Job growth at a 17 year high suggests its fair to say Europe’s economy is doing quite well. Where it could do better is in providing more demand for the rest of the world given it’s near 3% Current Account Surplus, led by Germany’s surplus of close to 8% of GDP. The hope is that broad job growth across Europe leads to increased consumption, which stimulates imports and generates more demand for the rest of the globe.

Europe’s great worry has been its banks and here the news is looking up. Credit growth is expanding while the non-performing loan (NPLs) mountain finally starts to shrink. The European economic recovery, roughly a third as old as the US recovery given its 2011-2012 recession, has several years to run, absent an ECB policy mistake that on present form seems quite unlikely. 

The third area of good economic news lies with Greece and its potential to draw a line under its bank related woes. Having returned to growth (2018 GDP forecast to grow 2.5%) and with an agreement with its EU and IMF creditors seemingly in place, Greece should be able to exit the EU-IMF aid program in mid 2018. Strong enough to offset a near 10% appreciation of the Euro vs. the USD, with a functioning credit system and a return to good standing by its southern periphery, Europe is in quite good economic shape.

While not quite as robust, the political outlook is much better than a year ago when the argument that Brexit & Trump were bullish for Europe (2017 Global Investment Outlook: America First?, December 2016) was a decidedly minority view. Today Europe waits for the Germans to get their political house in order after the very unGermanlike failure of coalition talks. The good news is that Germany’s two least EU friendly parties, the AfD and the FDP, are now both out of the coalition discussions. This suggests that should the CDU and SPD come to some arrangement, Europe could be the big winner (United States of Europe) as the SPD pushes Chancellor Merkel to fully embrace the Macron project, restoring the France – German European integration motor and setting the stage for more ambitious policy.

The policies necessary to complete the remaining 25% or so of the EU institutional framework are known & ready to be put into place. What is needed is the political will. Economic recovery and its beneficial impact on the banks and the NPL problem should encourage Europe to complete the banking and capital markets union as well as converting the European Stability mechanism into a European Monetary Fund. There is a limited time frame for these actions to take place, namely the next 18 months or so before campaigning begins for the 2019 European Parliament elections.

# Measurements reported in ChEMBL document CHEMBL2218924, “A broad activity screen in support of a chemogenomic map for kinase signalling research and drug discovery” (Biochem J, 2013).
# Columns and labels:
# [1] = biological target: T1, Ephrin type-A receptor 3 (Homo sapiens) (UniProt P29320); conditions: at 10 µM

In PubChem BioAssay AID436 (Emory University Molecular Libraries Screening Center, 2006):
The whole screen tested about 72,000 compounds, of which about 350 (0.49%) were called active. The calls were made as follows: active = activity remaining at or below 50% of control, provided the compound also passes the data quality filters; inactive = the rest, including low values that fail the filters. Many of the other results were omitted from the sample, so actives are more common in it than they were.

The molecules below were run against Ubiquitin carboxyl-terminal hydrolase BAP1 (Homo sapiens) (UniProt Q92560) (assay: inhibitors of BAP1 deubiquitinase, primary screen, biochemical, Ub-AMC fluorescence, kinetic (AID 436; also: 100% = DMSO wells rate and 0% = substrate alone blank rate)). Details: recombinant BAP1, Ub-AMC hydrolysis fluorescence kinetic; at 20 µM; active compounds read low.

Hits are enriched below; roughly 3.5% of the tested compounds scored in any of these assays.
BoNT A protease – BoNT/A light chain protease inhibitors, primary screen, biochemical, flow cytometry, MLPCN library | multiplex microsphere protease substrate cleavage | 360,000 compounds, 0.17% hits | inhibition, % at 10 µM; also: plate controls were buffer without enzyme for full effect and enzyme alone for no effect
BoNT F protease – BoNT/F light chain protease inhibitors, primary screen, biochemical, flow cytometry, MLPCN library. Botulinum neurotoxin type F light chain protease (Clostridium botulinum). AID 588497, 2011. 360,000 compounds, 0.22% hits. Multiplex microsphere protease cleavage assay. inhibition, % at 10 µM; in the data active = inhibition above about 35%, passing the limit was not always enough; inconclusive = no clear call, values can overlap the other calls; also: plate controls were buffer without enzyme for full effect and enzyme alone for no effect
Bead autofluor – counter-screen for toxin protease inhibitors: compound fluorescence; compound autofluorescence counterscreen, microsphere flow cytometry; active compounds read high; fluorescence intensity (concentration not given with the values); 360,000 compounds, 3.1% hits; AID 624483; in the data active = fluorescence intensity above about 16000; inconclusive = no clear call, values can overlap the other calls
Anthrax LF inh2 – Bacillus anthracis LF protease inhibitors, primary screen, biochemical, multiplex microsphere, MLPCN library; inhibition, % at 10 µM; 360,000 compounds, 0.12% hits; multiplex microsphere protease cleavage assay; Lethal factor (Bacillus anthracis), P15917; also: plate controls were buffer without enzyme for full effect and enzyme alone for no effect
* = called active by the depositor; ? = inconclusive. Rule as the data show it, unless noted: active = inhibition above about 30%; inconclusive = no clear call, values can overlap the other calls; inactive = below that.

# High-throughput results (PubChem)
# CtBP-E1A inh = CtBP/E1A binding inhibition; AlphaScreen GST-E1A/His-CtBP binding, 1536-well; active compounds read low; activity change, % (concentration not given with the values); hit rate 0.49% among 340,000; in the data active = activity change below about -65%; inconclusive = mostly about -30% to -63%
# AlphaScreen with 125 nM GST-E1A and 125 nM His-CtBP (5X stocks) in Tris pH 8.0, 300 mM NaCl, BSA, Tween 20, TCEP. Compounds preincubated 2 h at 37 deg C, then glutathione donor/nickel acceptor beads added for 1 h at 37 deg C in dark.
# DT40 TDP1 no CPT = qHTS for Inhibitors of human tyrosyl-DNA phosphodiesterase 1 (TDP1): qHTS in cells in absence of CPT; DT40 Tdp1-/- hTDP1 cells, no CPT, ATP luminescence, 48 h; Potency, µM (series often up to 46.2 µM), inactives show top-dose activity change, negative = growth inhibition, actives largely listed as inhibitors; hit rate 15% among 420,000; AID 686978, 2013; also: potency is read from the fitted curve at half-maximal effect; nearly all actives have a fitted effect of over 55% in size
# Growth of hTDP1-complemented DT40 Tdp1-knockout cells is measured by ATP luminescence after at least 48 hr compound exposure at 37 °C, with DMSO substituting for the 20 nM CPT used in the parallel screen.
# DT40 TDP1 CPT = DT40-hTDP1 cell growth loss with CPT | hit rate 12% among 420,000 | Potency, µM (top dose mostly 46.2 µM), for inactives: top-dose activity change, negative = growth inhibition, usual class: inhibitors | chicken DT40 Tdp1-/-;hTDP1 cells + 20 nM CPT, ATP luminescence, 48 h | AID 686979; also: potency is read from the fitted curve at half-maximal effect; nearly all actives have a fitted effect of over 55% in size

The tech space is one other area where Europe urgently needs to consider its policy options. Europe seems intent on carving out a regulatory role as opposed to a corporate champion role. Clearly regulating Big Tech is an issue of some salience. But whether one looks at tech unicorns on the private side or tech sector weightings in the public markets, Europe is falling further and further behind Asia and the Americas. 

Europe does offer a mid cycle economy with a second stage booster driven by the integration process. No other region offers such a powerful one –two potential punch.

What does this suggest for markets? For dollar-based investors, European financial asset performance in 2017 was flattered by the Euro’s near 10% appreciation versus the USD. 2018 is likely to offer a more paired return profile with both local currency and USD returns in good shape led by solid earnings growth and attractive valuation. Europe’s lack of technology shares, which was such a blow to 2017 performance, should be less of an impediment this coming year while the Southern periphery of Spain, Portugal and Greece should offer the better return profile within the region. Banks continue to be appealing on a sectoral basis while fixed income is unlikely to offer the stellar USD returns provided this year.


Lower global equity return assumptions (+5-10%) and a tougher environment for fixed income performance suggest investors should review and where appropriate rebalance their portfolio positioning. Entering 2018, equity remains favored over fixed income; having an allocation to cash also makes sense. The out of favor commodity complex, down six of the past seven years and down 5% over the past month could be an area of opportunity. Sentiment is horrible, funds are closing, China growth slowdown pessimism is overdone and US shale worries miss the new focus on profits rather than production; all suggest commodities are worth a good look. The global economy has room to grow over the next few years; a procyclical exposure to energy and metals coupled with a defensive exposure to gold could prove both portfolio supportive and a good inflation hedge (DBC, IXC, GLD).

Regional equity allocations favor Asia (AAXJ, ASEA) and Europe (EZU) over the Americas (SPY) given the economic, political and policy comparison made above. Small caps are favored over large on a global basis given their heavy industrial weight and exposure to regional growth in Asia and Europe (IWM, VSS, SCZ). EM equity exposure is increasingly folded into the regional approach; within EM equity it is very important to note the near 27% weight of tech within the index. 

Overweighting the non-US markets is a carry over from 2017; the difference in 2018 is likely to be that USD weakness plays a much less important role in non-US performance. Expect Yen strength and a range bound Euro to allow underlying economic and earnings growth to drive Europe’s equity market forward. The true test: can non-US equity outperform in a down US equity market may have to wait; modest US equity appreciation & relative underperformance could be just what investors need to expand their non-US equity allocation.